Live & Work in Africa
Kenya – The fastest growing economy
Working in Kenya provides you with the opportunity to participate in East Africa’s “economic growth engine” and conquer a few challenges along the way.
Fast growing economy
By working in Kenya, you will contribute to one of East Africa’s bigger economies. In 2015, the Kenyan economy grew by a respectable 5.8% and it is expected to further grow by 6.2% in 2017. The government is currently planning to transform the nation from its present status as a developing country and emerging market into a middle-income country within the next two decades. Such an increase in general economic growth, average income, and standard of living would benefit everyone living in Kenya.
A future in oil?
Kenya’s industrial activity also focuses on the petrochemical sector. Oil is imported, refined or used for petroleum-based products, which are then re-exported. In spring 2012, the Kenyan government announced that oil reserves had been discovered in northern Kenya. So far, it remains unclear what effect these discoveries will have on the people living and working in Kenya, but the country could become an oil producing nation as early as 2017.
The east African hub for finance, tourism and technology
Although the overwhelming majority of the Kenyan labour force is working in Kenya’s agricultural sector, 70% of Kenya’s GDP is produced by the second and third sector, with tourism, banking, and IT key industries. Due to its breathtakingly beautiful scenery, Kenya is a popular holiday destination. In 2010, the number of tourists reached an all-time high, and in 2011 increased even more — a boom for everyone working in Kenya’s hospitality industry.
Apart from tourism and finance, it is information and communication technology that will shape Kenya’s economic future. In early 2013 over 30 million people had cell phone subscriptions. With the global rise of smartphones and the mobile internet, these figures predict a boom for those working in Kenya’s IT/CT business.
Work opportunities for expats
New infrastructure projects may also open up opportunities for international investors and expats interested in working in Kenya. To build roads and transport hubs, tap new energy sources, and create a better communications network, Kenya needs the expertise of its university graduates, as well as more foreign specialists working in Kenya.
Community development projects always require skilled expats and volunteers and many expatriates are employed by the community, regional, and continental headquarters of IGOs and NGOs (the UN, the World Bank, the Red Cross, etc.) or by the Nairobi branches of multi-nationals like BASF, Coca Cola, or PWC. With projected growth rates of five to six percent in the near future, there is going to be a demand for highly qualified people working in Kenya.
Nigeria – The largest economy in Africa
Nigeria has overtaken South Africa as the largest economy in Africa, and work prospects for qualified accountants and engineers are good, with opportunities available in a variety of industries. Nevertheless, despite its wealth, Nigeria remains somewhat of a hardship destination, and expats working in Nigeria will most likely find themselves caught up in the daily struggle, despite the country’s continued efforts at reform within the business world. However, on the plus side, it is one of the few locations in the world where you can command an expat package, so financially it is a good move! You will also hire ‘staff’ to help manage your life – with cleaners, a driver and someone to take care of your pool!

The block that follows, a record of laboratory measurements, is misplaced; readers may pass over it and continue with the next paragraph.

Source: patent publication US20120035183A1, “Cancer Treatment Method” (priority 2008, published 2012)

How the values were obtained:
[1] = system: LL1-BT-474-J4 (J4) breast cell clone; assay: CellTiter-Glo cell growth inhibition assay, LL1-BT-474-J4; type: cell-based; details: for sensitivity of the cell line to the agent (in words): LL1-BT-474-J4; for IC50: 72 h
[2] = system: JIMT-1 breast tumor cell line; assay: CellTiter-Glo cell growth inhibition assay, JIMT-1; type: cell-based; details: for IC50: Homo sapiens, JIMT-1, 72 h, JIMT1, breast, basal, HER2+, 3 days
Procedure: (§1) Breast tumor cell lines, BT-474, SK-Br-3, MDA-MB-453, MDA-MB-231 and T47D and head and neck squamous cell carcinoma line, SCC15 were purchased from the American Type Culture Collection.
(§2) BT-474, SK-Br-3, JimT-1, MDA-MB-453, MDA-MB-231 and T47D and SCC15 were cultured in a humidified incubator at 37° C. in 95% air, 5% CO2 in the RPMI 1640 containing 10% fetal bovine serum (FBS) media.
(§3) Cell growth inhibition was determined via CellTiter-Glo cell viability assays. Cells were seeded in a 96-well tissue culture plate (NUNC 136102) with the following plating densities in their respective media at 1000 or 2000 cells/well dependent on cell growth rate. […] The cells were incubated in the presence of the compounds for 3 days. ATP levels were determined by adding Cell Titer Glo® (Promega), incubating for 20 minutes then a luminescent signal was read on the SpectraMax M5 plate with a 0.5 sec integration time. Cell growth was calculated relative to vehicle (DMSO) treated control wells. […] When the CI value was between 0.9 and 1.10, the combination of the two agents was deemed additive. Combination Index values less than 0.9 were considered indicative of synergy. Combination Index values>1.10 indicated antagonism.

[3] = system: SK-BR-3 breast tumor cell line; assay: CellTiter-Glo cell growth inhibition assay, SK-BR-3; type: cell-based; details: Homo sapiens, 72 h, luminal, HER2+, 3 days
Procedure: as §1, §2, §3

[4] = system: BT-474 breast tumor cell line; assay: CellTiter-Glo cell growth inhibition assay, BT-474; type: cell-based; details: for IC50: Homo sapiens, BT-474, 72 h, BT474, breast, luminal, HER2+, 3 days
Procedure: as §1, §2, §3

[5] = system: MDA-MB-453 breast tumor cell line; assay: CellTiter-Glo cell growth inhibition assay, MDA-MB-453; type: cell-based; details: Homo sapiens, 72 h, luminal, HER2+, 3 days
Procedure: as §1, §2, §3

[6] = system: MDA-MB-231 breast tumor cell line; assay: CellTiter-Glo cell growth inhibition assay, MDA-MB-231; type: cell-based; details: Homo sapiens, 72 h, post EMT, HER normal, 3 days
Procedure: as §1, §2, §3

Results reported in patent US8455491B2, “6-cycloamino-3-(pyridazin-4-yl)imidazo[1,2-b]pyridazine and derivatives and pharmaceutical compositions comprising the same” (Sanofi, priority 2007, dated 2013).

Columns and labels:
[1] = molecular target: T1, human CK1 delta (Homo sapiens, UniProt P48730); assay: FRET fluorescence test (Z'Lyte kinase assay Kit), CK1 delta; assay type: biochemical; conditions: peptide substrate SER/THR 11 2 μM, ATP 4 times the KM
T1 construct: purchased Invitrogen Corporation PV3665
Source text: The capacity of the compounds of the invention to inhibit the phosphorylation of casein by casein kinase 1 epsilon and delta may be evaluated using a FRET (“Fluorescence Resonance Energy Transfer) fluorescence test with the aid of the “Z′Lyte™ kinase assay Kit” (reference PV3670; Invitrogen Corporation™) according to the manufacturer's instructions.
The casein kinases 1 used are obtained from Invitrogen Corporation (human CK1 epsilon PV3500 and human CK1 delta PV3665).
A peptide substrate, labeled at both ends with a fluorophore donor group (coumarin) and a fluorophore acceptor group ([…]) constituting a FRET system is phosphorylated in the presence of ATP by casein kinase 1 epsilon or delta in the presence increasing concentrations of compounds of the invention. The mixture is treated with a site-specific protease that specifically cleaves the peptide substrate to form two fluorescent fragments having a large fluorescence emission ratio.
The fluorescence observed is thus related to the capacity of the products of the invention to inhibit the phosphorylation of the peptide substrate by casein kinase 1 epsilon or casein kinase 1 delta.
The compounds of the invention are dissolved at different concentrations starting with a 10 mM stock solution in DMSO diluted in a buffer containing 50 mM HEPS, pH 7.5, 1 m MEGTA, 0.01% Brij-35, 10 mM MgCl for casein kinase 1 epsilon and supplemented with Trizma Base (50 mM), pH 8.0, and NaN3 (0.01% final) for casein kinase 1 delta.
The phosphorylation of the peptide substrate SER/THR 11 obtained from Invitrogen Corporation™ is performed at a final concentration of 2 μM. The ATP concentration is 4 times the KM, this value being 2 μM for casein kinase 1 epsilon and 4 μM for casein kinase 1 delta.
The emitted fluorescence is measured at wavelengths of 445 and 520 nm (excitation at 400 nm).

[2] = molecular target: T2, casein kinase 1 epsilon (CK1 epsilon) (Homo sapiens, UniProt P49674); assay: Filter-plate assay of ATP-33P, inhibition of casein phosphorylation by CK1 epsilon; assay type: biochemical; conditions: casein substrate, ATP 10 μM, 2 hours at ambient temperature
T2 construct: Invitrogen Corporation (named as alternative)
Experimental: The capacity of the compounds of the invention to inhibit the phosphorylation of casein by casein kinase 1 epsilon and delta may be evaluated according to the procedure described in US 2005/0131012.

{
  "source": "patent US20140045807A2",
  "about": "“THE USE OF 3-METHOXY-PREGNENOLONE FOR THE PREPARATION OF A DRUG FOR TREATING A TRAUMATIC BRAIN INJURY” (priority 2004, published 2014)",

Nigeria’s economy is still largely chained to its oil sector, which accounts for around 95 percent of its foreign exchange earnings, though the government is starting to take slow steps to diversify its economy. As a result, most expats working in Nigeria are in oil and mining companies, or work in the banking, telecommunications and construction industries. Popular expatriate jobs within these sectors include project management, business development, engineering, human resources management, IT systems management and chartered accountancy. Apart from jobs in these industries, expats who possess exceptional skills in the IT, journalism, communication and health sciences sectors will have work opportunities available to them. The NGO sector is also a significant employer, as several agencies and UN projects use Nigeria as their West African operations base.
With over 250 different ethnic groups and a multitude of foreign-owned multinational companies, expats working in Nigeria will find themselves in a very diverse, and mostly welcoming, business environment. However, relocating and adjusting to working life here may require a great deal of flexibility and patience, especially when it comes to dealing with local counterparts. The corporate structure in Nigeria is hierarchical and managers, and especially elders, are respected. It won’t be long before expats find themselves a victim of the workforce policy on punctuality, “hurry up and wait”. The country functions at a relaxed pace, even when it comes to doing business, meaning that a meeting scheduled for 10am may very well only happen at 3pm, if at all. Prepare accordingly and learn to be as flexible as possible.